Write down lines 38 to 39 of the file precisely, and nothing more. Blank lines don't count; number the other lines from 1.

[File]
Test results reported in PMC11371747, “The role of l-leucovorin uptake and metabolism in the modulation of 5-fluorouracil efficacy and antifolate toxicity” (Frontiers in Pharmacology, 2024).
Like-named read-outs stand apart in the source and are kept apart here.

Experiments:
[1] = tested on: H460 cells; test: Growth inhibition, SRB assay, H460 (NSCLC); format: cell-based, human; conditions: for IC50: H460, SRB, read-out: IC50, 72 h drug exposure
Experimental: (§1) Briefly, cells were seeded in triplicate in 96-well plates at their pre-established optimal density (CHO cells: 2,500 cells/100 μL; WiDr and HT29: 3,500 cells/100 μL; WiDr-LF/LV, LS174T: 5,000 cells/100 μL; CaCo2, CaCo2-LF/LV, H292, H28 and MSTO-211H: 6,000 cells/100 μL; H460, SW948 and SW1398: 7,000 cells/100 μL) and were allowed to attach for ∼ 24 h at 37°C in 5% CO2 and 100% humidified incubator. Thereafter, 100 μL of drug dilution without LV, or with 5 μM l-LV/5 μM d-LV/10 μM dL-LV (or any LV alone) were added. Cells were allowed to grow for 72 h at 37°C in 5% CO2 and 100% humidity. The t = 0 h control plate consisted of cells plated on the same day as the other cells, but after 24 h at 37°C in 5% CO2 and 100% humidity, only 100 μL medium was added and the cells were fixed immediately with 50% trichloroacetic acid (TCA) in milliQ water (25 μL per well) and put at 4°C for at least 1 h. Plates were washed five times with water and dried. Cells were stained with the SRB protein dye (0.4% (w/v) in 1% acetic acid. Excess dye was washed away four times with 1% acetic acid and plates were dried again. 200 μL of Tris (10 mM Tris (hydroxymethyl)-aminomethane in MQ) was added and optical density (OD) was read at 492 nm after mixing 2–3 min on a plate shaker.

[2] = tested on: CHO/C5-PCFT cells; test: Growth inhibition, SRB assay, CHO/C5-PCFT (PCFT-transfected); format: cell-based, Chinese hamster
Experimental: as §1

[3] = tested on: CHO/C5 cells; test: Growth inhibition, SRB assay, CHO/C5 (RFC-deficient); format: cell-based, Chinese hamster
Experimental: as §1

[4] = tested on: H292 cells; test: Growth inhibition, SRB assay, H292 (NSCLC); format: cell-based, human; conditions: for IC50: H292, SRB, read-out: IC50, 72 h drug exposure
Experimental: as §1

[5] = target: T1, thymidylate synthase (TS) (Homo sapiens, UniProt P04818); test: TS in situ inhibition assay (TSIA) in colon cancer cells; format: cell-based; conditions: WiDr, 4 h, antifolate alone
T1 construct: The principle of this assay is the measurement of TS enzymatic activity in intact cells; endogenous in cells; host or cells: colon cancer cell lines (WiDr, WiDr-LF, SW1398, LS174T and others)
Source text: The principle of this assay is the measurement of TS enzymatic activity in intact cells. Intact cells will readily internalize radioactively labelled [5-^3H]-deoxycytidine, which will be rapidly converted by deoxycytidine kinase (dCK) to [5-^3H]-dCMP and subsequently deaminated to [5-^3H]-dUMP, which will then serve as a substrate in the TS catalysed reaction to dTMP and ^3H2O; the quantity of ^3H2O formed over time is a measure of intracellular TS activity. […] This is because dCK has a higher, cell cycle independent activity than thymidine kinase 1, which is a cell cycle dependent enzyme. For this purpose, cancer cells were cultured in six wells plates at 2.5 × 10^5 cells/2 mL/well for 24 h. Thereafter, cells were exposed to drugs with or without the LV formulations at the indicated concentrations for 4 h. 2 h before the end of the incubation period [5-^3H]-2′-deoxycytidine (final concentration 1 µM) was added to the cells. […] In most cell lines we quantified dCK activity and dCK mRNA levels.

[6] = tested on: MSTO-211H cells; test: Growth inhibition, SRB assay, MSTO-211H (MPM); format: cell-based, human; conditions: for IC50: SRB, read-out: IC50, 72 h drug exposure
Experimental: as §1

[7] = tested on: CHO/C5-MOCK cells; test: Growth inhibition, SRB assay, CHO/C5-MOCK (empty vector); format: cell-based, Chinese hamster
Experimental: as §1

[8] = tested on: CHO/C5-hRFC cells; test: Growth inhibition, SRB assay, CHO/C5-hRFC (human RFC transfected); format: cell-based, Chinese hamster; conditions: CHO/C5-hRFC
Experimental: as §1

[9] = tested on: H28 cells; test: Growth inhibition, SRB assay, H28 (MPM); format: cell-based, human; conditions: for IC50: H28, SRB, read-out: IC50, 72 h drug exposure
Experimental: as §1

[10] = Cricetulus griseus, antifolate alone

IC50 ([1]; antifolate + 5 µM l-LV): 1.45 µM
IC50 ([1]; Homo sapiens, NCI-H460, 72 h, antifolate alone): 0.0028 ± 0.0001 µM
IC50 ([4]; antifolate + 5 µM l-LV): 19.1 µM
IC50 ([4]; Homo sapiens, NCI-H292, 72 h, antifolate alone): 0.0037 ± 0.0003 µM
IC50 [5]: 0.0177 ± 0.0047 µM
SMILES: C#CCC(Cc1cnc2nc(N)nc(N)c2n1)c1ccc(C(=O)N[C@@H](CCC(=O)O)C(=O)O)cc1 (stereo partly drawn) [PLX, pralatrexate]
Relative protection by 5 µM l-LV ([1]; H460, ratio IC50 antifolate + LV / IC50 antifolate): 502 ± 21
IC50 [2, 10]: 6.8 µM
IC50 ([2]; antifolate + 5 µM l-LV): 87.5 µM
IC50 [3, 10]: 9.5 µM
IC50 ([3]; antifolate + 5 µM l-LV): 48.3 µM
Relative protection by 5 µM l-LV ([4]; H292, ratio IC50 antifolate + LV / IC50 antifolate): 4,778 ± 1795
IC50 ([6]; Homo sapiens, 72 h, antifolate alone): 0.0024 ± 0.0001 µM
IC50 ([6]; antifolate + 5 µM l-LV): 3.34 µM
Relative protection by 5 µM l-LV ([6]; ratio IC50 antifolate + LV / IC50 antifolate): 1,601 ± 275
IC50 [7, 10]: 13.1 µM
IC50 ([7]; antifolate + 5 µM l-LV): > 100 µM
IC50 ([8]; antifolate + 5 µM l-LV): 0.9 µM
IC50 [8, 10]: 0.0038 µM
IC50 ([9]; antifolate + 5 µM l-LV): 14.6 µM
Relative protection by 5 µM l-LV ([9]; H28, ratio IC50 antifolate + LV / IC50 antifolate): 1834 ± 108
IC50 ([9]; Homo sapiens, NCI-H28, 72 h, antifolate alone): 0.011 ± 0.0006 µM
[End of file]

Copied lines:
Relative protection by 5 µM l-LV ([6]; ratio IC50 antifolate + LV / IC50 antifolate): 1,601 ± 275
IC50 [7, 10]: 13.1 µM